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Morbidity after surgical treatment of isolated intestinal perforation and necrotizing enterocolitis is similar in preterm infants weighing less than 1500 g.
J Pediatr Surg. 2010 Feb; 45(2):319-22; discussion 323.JP

Abstract

INTRODUCTION

Isolated intestinal perforation (IIP) and necrotizing enterocolitis (NEC) seem to be separate diseases, though their surgical treatment is similar. We compared the morbidity after surgery for IIP and NEC in preterm infants (birth weight <1500 g).

PATIENTS AND METHODS

Isolated intestinal perforation was defined as intestinal perforation with associated necrosis less than 5% of bowel length and NEC as necrosis of 5% or more of bowel length +/- perforation. Outcome measures included time to full enteral feeds, incidence of total parenteral nutrition-associated cholestasis, and nutritional and neurologic status up to 60 months of age. Data are quoted as median (range).

MAIN RESULTS

Sixty-one surviving patients treated between 1986 and 2006 were retrospectively reviewed (IIP: n = 32 versus NEC: n = 29). Median % resection of small and large bowel in IIP and NEC was 2% (1%-22%) versus 12% (6%-32%), and 5% (2%-13%) versus 7% (2%-25%), respectively (P < .05 in both). There was no significant difference in gestational age, birth weight, incidence of cerebral hemorrhage, respiratory distress syndrome, or surgical technique (enterostomy or primary anastomosis). Median time to enteral feeds, incidence of total parenteral nutrition-associated cholestasis, length of ventilation, and ultimate nutritional and neurologic outcome did not differ statistically significantly between the groups.

CONCLUSION

Surgery in NEC resulted in more extensive intestinal resection than in IIP. However, subsequent morbidity was similar in both groups.

Authors+Show Affiliations

Hospital for Children and Adolescents, University of Helsinki, Helsinki, Finland. antti.koivusalo@hus.fiNo affiliation info availableNo affiliation info available

Pub Type(s)

Journal Article

Language

eng

PubMed ID

20152344

Citation

Koivusalo, Antti, et al. "Morbidity After Surgical Treatment of Isolated Intestinal Perforation and Necrotizing Enterocolitis Is Similar in Preterm Infants Weighing Less Than 1500 G." Journal of Pediatric Surgery, vol. 45, no. 2, 2010, pp. 319-22; discussion 323.
Koivusalo A, Pakarinen M, Rintala R. Morbidity after surgical treatment of isolated intestinal perforation and necrotizing enterocolitis is similar in preterm infants weighing less than 1500 g. J Pediatr Surg. 2010;45(2):319-22; discussion 323.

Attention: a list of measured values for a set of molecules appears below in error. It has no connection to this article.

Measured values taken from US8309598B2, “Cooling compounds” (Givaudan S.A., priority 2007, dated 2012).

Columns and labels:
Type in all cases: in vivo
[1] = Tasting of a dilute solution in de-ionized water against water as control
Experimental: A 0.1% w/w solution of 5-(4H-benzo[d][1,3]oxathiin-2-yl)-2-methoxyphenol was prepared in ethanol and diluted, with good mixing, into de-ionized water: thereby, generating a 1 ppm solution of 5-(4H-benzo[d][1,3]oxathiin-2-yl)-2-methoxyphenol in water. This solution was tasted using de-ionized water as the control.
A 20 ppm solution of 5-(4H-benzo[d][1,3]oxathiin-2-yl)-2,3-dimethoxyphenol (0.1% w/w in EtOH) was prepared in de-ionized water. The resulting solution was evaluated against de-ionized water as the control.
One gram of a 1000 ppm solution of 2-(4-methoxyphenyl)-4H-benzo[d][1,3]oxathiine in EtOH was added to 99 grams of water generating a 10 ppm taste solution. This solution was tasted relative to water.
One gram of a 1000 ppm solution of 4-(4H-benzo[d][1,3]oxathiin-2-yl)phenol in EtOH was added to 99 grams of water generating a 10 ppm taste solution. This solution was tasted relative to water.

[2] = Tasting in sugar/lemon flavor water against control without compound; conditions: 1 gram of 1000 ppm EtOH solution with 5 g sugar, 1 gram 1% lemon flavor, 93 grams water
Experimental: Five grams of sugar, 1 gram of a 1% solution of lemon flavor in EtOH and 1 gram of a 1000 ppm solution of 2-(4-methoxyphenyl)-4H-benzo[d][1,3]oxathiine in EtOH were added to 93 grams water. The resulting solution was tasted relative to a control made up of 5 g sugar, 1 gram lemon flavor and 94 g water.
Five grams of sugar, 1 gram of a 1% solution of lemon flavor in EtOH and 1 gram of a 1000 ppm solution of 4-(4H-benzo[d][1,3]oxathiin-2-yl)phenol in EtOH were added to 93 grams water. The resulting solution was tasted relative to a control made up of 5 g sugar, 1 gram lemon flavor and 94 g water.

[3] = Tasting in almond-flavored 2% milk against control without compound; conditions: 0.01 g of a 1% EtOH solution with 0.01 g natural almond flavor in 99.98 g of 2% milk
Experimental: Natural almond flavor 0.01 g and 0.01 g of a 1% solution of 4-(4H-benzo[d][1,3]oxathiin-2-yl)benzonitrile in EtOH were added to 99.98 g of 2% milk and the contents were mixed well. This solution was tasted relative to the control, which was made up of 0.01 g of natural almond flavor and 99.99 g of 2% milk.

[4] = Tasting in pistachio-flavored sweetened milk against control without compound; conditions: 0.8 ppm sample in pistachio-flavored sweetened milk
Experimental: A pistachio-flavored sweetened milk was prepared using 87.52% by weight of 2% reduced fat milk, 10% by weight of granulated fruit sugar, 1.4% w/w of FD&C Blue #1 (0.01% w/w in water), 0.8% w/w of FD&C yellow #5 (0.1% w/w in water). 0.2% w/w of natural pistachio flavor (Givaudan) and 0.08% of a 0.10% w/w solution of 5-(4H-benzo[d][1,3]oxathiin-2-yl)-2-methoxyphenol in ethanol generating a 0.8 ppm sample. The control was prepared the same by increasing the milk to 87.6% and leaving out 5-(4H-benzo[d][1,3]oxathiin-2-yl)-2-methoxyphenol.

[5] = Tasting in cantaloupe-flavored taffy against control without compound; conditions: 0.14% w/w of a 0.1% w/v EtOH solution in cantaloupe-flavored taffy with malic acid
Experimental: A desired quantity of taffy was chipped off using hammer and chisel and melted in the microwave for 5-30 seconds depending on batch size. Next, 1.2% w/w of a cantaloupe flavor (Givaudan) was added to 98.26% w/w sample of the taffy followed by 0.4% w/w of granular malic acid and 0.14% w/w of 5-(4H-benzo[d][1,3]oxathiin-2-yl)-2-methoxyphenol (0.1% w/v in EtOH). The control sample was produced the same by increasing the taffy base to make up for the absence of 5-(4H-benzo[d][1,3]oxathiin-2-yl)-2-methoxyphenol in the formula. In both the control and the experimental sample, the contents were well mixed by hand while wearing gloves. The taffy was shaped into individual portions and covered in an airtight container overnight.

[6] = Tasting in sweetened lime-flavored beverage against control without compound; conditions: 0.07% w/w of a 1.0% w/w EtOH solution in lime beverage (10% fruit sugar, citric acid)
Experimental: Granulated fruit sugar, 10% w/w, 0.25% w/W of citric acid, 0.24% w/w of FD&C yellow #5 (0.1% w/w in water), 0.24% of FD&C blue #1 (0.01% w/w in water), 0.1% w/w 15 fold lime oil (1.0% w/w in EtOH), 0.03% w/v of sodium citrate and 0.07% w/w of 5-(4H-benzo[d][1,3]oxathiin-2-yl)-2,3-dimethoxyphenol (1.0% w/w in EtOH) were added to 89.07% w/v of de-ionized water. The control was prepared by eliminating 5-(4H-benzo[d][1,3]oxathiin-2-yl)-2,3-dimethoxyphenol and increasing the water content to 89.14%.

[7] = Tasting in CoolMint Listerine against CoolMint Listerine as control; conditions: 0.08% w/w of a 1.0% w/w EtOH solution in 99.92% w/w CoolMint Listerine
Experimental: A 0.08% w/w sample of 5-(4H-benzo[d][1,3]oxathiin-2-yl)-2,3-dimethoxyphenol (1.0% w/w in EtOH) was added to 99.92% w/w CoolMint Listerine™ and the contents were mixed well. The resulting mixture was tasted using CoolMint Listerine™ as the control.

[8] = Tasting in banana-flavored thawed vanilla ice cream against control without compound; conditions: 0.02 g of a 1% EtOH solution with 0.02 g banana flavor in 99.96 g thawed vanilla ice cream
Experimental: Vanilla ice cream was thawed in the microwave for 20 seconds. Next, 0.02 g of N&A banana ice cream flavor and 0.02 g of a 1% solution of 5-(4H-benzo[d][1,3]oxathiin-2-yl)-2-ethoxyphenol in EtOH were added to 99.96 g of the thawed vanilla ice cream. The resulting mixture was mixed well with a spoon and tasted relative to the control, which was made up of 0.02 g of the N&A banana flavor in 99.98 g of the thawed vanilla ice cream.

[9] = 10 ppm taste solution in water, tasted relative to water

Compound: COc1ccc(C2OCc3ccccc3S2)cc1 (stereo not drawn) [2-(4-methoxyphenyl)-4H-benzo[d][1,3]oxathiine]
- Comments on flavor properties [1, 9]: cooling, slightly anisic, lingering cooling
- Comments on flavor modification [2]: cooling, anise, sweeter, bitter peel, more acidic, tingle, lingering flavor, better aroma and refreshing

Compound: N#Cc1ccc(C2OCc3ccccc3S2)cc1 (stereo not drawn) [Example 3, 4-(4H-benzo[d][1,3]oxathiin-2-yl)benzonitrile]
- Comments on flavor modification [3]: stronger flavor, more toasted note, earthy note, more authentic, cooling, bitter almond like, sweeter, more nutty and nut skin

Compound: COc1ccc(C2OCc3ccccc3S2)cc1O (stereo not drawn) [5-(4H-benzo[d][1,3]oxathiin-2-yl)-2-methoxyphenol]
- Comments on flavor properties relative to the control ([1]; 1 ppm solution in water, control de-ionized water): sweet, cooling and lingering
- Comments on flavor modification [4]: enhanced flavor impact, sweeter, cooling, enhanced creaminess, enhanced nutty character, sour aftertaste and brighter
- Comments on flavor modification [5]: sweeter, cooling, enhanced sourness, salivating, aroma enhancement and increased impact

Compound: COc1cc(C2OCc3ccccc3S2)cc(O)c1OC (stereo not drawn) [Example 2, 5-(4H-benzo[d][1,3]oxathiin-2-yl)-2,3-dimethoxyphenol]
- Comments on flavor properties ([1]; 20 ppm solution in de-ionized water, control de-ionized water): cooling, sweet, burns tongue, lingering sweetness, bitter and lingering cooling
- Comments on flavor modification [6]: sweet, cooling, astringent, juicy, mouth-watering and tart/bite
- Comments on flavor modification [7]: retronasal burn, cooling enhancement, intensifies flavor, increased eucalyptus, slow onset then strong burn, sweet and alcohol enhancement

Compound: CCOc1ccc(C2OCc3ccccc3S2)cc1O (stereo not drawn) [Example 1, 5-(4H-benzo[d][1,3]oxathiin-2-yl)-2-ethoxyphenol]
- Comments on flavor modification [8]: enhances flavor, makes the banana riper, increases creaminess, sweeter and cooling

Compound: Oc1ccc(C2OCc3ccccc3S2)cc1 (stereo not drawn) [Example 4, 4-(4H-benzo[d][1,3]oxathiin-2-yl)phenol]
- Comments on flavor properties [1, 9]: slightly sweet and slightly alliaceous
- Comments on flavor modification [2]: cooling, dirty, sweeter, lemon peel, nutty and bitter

Koivusalo, A., Pakarinen, M., & Rintala, R. (2010). Morbidity after surgical treatment of isolated intestinal perforation and necrotizing enterocolitis is similar in preterm infants weighing less than 1500 g. Journal of Pediatric Surgery, 45(2), 319-22; discussion 323. https://doi.org/10.1016/j.jpedsurg.2009.10.067
Koivusalo A, Pakarinen M, Rintala R. Morbidity After Surgical Treatment of Isolated Intestinal Perforation and Necrotizing Enterocolitis Is Similar in Preterm Infants Weighing Less Than 1500 G. J Pediatr Surg. 2010;45(2):319-22; discussion 323. PubMed PMID: 20152344.
* Article titles in AMA citation format should be in sentence-case
TY - JOUR T1 - Morbidity after surgical treatment of isolated intestinal perforation and necrotizing enterocolitis is similar in preterm infants weighing less than 1500 g. AU - Koivusalo,Antti, AU - Pakarinen,Mikko, AU - Rintala,Risto, PY - 2009/10/13/received PY - 2009/10/27/accepted PY - 2010/2/16/entrez PY - 2010/2/16/pubmed PY - 2010/4/23/medline SP - 319-22; discussion 323 JF - Journal of pediatric surgery JO - J Pediatr Surg VL - 45 IS - 2 N2 - INTRODUCTION: Isolated intestinal perforation (IIP) and necrotizing enterocolitis (NEC) seem to be separate diseases, though their surgical treatment is similar. We compared the morbidity after surgery for IIP and NEC in preterm infants (birth weight <1500 g). PATIENTS AND METHODS: Isolated intestinal perforation was defined as intestinal perforation with associated necrosis less than 5% of bowel length and NEC as necrosis of 5% or more of bowel length +/- perforation. Outcome measures included time to full enteral feeds, incidence of total parenteral nutrition-associated cholestasis, and nutritional and neurologic status up to 60 months of age. Data are quoted as median (range). MAIN RESULTS: Sixty-one surviving patients treated between 1986 and 2006 were retrospectively reviewed (IIP: n = 32 versus NEC: n = 29). Median % resection of small and large bowel in IIP and NEC was 2% (1%-22%) versus 12% (6%-32%), and 5% (2%-13%) versus 7% (2%-25%), respectively (P < .05 in both). There was no significant difference in gestational age, birth weight, incidence of cerebral hemorrhage, respiratory distress syndrome, or surgical technique (enterostomy or primary anastomosis). Median time to enteral feeds, incidence of total parenteral nutrition-associated cholestasis, length of ventilation, and ultimate nutritional and neurologic outcome did not differ statistically significantly between the groups. CONCLUSION: Surgery in NEC resulted in more extensive intestinal resection than in IIP. However, subsequent morbidity was similar in both groups. SN - 1531-5037 UR - https://www.unboundmedicine.com/medline/citation/20152344/Morbidity_after_surgical_treatment_of_isolated_intestinal_perforation_and_necrotizing_enterocolitis_is_similar_in_preterm_infants_weighing_less_than_1500_g_ L2 - https://linkinghub.elsevier.com/retrieve/pii/S0022-3468(09)00866-5 DB - PRIME DP - Unbound Medicine ER -